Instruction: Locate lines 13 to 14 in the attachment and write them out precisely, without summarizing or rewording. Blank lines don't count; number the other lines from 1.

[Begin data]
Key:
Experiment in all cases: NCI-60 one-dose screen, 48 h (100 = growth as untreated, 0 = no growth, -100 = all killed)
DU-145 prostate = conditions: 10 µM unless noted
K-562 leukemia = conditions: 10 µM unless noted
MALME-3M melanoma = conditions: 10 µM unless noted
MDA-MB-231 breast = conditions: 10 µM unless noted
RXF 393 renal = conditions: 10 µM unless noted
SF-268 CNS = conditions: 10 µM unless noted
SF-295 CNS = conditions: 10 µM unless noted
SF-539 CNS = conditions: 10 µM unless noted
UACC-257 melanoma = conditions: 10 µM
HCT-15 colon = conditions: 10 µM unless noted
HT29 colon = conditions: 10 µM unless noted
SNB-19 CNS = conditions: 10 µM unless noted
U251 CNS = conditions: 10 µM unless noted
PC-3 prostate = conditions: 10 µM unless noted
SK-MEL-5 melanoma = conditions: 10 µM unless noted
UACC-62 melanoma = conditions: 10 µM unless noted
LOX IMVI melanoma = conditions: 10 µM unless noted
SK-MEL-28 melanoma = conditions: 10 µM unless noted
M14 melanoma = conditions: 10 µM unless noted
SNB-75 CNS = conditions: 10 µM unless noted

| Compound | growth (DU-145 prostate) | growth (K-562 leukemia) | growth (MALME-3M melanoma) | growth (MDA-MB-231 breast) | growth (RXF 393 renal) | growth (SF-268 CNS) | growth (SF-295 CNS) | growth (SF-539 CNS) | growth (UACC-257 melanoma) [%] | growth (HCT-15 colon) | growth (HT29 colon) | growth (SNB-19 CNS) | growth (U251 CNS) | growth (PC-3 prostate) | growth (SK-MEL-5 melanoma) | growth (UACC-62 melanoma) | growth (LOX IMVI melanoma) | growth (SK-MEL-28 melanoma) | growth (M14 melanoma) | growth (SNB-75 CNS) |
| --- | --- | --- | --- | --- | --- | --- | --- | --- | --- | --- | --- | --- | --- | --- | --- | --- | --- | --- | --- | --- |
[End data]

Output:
HT29 colon = conditions: 10 µM unless noted
SNB-19 CNS = conditions: 10 µM unless noted